USB4: What’s New and Why is it important?

USB4: What’s New and Why is it important?

USB 4: the fastest two-way data transfer ever.

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Universal Serial Bus or USB is the name given to a physical interface used to connect a computer with another external device. You can connect various devices like keyboard, mouse, scanners, printers, digital cameras and even your smartphones. This connection is established for two main purpose: Charging and Communicating. The computer can charge any of the devices through USB and can also communicate with the device and facilitate two-way data exchange. Whether you send a page to your printer or scan a document from your scanner or transfer files to and fro your smartphone, it is all a part of data exchange.

What Are The Different Types Of USB?

Different types of USB

There are many types of USB specifications invented, each one better than its predecessor. But it does get too confusing to remember which one you need and what it is used for. I tried to simplify the USB types in the table below:

1 USB Type A USB Type A The father of USBs or the first one. It is in use still in computers, mobile chargers, Flash disks and almost everywhere.
2 USB Type B USB Type B To reduce the size of the interface on peripheral devices, Type- B was invented Printers and Scanners mostly.
3 MINI-USB MINI-USB or Mini- B This was invented as the first USB specification type A was too large and could not be adjusted on portable devices. It was mainly used in Digital Cameras and other peripherals.
4 Micro USB port Micro USB port This came next specially to charge devices. Primarily used to charge Smartphones and also used in Videogame controllers and other devices.
5 Lightning Lightning It has an advantage over micro USB port as it can be plugged both ways. Used in Apple iPhones.
6 USB Type C USB Type C The need of a small USB interface for charging and communicating which could be plugged in both ways (Reversible) led to the invention of USB Type C. It is replacing Micro USB port in almost all new devices.
7 Thunderbolt USb Thunderbolt Developed by Intel, Thunderbolt only focuses on Speed of data transfer. Connecting displays, Networking, and storage devices.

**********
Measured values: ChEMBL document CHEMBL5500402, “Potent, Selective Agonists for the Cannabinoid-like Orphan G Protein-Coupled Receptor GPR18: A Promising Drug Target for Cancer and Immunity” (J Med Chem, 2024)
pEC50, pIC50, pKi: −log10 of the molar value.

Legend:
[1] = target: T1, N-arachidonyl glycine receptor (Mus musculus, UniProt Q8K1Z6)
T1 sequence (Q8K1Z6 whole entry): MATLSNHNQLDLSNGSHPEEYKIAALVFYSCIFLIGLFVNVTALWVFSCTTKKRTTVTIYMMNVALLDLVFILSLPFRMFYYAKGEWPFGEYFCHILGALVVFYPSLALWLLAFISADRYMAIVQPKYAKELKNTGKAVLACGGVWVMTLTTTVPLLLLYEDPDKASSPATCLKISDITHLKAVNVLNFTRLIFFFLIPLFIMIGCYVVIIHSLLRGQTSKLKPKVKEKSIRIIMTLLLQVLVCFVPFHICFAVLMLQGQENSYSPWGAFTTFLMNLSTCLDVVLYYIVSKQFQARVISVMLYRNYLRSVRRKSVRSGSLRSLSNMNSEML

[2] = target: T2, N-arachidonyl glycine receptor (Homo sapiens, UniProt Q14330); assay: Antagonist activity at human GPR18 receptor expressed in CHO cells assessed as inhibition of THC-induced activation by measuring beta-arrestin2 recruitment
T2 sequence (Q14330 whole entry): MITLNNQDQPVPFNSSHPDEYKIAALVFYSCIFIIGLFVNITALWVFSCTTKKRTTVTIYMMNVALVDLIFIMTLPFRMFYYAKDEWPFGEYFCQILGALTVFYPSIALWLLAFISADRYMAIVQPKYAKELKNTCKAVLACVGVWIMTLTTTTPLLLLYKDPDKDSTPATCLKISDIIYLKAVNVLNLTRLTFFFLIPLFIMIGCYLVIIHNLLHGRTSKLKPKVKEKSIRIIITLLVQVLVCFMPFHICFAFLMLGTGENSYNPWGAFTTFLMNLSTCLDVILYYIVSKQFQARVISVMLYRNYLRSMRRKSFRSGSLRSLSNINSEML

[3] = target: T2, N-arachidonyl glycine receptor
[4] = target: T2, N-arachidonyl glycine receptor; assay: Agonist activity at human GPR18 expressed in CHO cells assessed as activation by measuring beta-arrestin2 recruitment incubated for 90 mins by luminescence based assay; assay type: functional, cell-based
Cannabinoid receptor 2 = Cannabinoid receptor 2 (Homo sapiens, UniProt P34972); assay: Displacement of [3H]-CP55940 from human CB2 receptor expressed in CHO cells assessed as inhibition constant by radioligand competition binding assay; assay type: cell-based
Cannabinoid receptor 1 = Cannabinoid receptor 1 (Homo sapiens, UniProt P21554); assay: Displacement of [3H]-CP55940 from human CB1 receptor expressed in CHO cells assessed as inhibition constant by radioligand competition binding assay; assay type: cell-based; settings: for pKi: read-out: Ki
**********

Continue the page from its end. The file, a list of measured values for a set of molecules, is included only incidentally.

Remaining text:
What Are USB Transfer Speeds?

Not only there were changes taking place externally by modifying the shape and size of the USB interface, but researchers were also considering some internal changes as well with regards to transfer speed. The following are the speed standards set until now:

USB speed 1.x

This was the first speed set and supports transfer rates of 12 Mbps up to 127 external devices.

USB speed 2.0

This was nicknamed as ‘Hi-Speed’ as it could transfer data at a rate of 60 MBps

Note: USB 1.x transferred data at 12 megabits per second and USB 2.0 transferred data at 60 Megabytes per second. Notice that the letter B in MBps has been capitalized.

USB speed 3.0

With Increased speed and performance and improved power and bandwidth, USB 3.0 also known as SuperSpeed USB, can transfer data in both directions at the same time. The speed offered was almost 10 times than USB 2.0 at 640 MBps or 5 Gbps.

USB transfer Speeds - USB 3.0

USB speed 3.1

A few of us considered 5 Gbps less and hence decided to double it. With almost same features as USB 3.0 but increased speed of 10Gbps, USB 3.1 was born. As there was a difference in speed only, hence it was not named USB4.

What Is Thunderbolt?

What is Thunderbolt - USB

“Necessity is the mother of invention”. This stands true when USB 3.1 despite its 10 Gbps transfer rate failed to stream 4k videos and provide support for external graphics. there was a need to connect to many more devices and that meant more power as well. to satisfy this need, one of the hardware giants in computer industry, Intel, decided to invent a new technology, combining the latest USB type C interface and new standard that allow the data transfer at a rate of 40Gbps, which is four times faster than USB 3.1. It can also provide 100W pf power and built-in 10 GbE networking. The data transfer is split at 20Gbps upstream and the same downstream with twice the video bandwidth and can connect to 6 devices through a sole compacted port.